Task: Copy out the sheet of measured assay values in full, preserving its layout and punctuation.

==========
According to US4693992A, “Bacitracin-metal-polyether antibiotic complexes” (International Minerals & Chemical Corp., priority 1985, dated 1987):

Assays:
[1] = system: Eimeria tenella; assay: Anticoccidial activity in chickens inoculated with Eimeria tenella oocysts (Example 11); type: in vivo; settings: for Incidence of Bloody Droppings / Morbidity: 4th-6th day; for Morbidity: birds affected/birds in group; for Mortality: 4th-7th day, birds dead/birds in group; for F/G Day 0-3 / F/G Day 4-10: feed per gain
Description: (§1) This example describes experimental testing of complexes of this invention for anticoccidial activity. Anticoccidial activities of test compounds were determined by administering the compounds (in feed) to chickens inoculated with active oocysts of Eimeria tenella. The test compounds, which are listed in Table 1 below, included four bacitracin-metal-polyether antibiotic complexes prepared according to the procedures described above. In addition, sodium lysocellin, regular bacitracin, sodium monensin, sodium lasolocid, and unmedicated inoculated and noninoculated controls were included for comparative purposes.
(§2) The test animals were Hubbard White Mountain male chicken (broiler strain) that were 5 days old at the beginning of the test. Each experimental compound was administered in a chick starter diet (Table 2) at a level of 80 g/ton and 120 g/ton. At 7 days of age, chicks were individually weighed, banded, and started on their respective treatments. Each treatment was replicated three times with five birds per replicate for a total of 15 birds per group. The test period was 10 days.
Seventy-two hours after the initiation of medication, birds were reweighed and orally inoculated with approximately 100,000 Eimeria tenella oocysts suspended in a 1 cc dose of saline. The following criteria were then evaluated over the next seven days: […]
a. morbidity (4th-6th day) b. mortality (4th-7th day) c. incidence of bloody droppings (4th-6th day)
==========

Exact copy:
According to US4693992A, “Bacitracin-metal-polyether antibiotic complexes” (International Minerals & Chemical Corp., priority 1985, dated 1987):

Assays:
[1] = system: Eimeria tenella; assay: Anticoccidial activity in chickens inoculated with Eimeria tenella oocysts (Example 11); type: in vivo; settings: for Incidence of Bloody Droppings / Morbidity: 4th-6th day; for Morbidity: birds affected/birds in group; for Mortality: 4th-7th day, birds dead/birds in group; for F/G Day 0-3 / F/G Day 4-10: feed per gain
Description: (§1) This example describes experimental testing of complexes of this invention for anticoccidial activity. Anticoccidial activities of test compounds were determined by administering the compounds (in feed) to chickens inoculated with active oocysts of Eimeria tenella. The test compounds, which are listed in Table 1 below, included four bacitracin-metal-polyether antibiotic complexes prepared according to the procedures described above. In addition, sodium lysocellin, regular bacitracin, sodium monensin, sodium lasolocid, and unmedicated inoculated and noninoculated controls were included for comparative purposes.
(§2) The test animals were Hubbard White Mountain male chicken (broiler strain) that were 5 days old at the beginning of the test. Each experimental compound was administered in a chick starter diet (Table 2) at a level of 80 g/ton and 120 g/ton. At 7 days of age, chicks were individually weighed, banded, and started on their respective treatments. Each treatment was replicated three times with five birds per replicate for a total of 15 birds per group. The test period was 10 days.
Seventy-two hours after the initiation of medication, birds were reweighed and orally inoculated with approximately 100,000 Eimeria tenella oocysts suspended in a 1 cc dose of saline. The following criteria were then evaluated over the next seven days: […]
a. morbidity (4th-6th day) b. mortality (4th-7th day) c. incidence of bloody droppings (4th-6th day)